When my husband and I told our new friend Pati, the daughter of the former president of Bolivia, that we were going to El Alto to see the Cholitas Luchadoras, she suggested I keep our five month old daughter strapped to my body at all times.

“Children have been kidnapped from daycare centers and returned a week later with a scar and a bandage where a kidney used to be.” Our friend, Eric, who worked at the U.S. embassy, asked how we’d be getting there from La Paz since taxi drivers, who are afraid of being shot point blank in the back of the head by a would-be passenger, refuse to drive into the rough sprawl.

Okay, got it. El Alto is a scary town. It’s cold, treeless, thirteen thousand feet above sea level, and home to one million people, many of whom fled to the city over the past three decades to escape the countryside’s increasing droughts, floods, and heartbreaking privation. The lucky ones find trade work in La Paz; the others make ends meet in the mines or the mercado.

I sincerely thanked our friends for their concern, but nothing was going to stop me from seeing the Cholitas Luchadoras.

A chola (-ita is added as a form of endearment) is a Bolivian woman of Quechua or Aymara decent who wears two long braids and traditional clothing. Her unique style is a mash-up of indigenous, Spanish Colonialism and early 20th century British attire. She wears numerous petticoats underneath a sateen skirt called a pollera —pleated if she’s married, not pleated if she’s single. She covers her upper half with a blouse or sweater, a colorful shawl, decorative jewelry, and the iconic tall bowler hat placed atop her head with a practiced slant. On her back, she ties a piece of hand-woven fabric, the only part of her attire that’s indigenous, used to carry either goods or small children. The colors and designs on the fabric indicate from which region of the Andes or Altiplano she hails.

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A luchadora is, simply, a female fighter.

Put them together and you have the Cholitas Luchadoras— or the Fighting Cholitas—badass women in fancy skirts duking it out.

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Wrestling has been popular in Bolivia since the 1950s, but fifteen years ago, it got good–really good–with the extraordinary creation of the Fighting Cholitas. These pile-driving ladies have given new life to Bolivia’s own version of Mexican lucha libre, a free-form dramatic spectacle somewhere between a wrestling match and a telenovela.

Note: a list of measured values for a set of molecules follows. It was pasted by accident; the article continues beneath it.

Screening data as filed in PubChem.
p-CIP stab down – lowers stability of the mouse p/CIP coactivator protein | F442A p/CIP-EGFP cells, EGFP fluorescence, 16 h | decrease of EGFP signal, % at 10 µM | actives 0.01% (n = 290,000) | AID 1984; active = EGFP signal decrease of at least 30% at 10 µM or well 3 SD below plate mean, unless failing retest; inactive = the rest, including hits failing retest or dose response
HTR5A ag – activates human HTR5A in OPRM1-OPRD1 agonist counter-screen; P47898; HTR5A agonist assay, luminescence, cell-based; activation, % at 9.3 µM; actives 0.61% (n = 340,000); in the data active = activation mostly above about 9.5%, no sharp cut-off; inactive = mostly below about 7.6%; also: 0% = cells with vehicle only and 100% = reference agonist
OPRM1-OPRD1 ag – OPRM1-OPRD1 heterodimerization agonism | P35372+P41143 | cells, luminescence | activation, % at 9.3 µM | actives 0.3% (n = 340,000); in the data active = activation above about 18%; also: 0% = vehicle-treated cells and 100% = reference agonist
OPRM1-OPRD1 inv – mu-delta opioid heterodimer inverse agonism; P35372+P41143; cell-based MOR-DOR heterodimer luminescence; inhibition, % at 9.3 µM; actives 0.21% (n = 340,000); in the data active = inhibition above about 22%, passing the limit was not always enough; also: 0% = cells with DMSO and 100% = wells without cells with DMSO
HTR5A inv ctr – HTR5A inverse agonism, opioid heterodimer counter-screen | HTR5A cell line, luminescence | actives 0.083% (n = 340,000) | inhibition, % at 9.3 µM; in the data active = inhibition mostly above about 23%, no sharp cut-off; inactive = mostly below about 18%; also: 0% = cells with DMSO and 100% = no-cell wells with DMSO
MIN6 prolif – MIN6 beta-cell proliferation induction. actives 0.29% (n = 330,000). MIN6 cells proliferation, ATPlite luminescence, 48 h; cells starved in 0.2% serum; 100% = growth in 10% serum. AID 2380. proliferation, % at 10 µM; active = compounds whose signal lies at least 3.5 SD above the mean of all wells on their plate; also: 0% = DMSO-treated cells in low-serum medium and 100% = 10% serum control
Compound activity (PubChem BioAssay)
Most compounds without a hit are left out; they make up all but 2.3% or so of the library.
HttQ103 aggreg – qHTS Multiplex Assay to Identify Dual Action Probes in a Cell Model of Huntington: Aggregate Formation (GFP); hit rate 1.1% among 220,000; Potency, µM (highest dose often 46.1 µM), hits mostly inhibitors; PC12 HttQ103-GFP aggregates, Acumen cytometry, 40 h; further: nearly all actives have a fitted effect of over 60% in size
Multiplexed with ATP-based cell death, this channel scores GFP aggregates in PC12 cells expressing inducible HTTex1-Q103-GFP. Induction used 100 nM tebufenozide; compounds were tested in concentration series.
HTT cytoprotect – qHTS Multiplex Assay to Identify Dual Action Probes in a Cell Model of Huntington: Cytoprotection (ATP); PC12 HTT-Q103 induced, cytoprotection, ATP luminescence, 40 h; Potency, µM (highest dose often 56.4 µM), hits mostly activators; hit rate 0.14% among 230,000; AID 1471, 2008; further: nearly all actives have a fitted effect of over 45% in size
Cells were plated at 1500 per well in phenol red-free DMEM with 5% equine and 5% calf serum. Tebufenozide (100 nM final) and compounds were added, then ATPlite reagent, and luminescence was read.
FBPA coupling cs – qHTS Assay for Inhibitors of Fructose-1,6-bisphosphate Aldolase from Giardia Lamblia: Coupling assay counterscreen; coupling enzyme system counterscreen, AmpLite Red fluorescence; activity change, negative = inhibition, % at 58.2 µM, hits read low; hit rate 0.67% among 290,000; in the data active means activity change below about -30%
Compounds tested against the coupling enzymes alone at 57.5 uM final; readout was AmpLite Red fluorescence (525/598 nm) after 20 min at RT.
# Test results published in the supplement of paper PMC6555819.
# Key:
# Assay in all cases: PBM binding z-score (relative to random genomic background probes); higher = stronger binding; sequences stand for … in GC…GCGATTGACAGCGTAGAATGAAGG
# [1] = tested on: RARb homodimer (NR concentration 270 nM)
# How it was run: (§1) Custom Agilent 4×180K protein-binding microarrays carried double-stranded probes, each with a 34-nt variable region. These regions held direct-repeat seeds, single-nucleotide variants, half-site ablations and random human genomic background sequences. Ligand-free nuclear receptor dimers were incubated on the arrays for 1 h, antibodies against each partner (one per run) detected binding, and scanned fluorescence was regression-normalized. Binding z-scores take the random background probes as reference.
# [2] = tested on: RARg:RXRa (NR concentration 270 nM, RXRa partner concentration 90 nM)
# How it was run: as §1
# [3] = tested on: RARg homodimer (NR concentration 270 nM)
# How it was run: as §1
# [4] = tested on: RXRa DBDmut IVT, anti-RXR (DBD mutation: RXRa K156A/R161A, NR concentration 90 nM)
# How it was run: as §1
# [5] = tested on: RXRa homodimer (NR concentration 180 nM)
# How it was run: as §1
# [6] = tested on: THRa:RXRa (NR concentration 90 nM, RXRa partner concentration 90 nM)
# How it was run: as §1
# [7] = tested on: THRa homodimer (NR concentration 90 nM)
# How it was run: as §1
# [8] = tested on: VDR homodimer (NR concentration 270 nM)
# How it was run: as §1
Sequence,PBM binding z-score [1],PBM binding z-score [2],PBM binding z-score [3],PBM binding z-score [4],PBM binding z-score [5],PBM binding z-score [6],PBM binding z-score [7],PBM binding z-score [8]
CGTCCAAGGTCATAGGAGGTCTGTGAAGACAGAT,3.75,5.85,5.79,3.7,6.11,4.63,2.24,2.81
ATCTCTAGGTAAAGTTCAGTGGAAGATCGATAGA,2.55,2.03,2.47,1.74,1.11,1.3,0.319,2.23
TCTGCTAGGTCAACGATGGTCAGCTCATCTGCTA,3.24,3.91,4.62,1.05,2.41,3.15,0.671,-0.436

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The show consists of multiple rounds with various match-ups. Man against man. Man against woman. Woman against woman. Two women against man. Yet, within each variation, the tecnicas (goodies) always fight against the rudas (baddies) in what is understood to be the fight of good against evil—or, in Bolivia, freedom against oppression, indigenous against imperialists, women against the ages.

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Although the fight sequence allows for much spontaneity, the winners are predetermined; the cholitas always win. The hard working people of El Alto don’t save up bolivianos all week and spend the equivalent of $2.50 USD to watch their beloved cholitas, embodiments of all that is sacred —tradition, family, indigenous culture, and motherhood – lose.

I knew this, rationally, but when the 1980s horror film villain, Jason, came out with a chainsaw intent on hacking up the beautiful cholita, Carmen, I emotionally lost it. She ran from him and beseeched the audience to intervene. “This is unfair!” she shouted in Spanish. “He’s going to kill me! No! Please! Help me! This isn’t right!”  After chasing her for a few minutes around the stadium, Jason corners her in the ring and throws her to the ground. She lands with a thud and her legs go up, ruffled knickers bob in the air. I had to choke back the tears.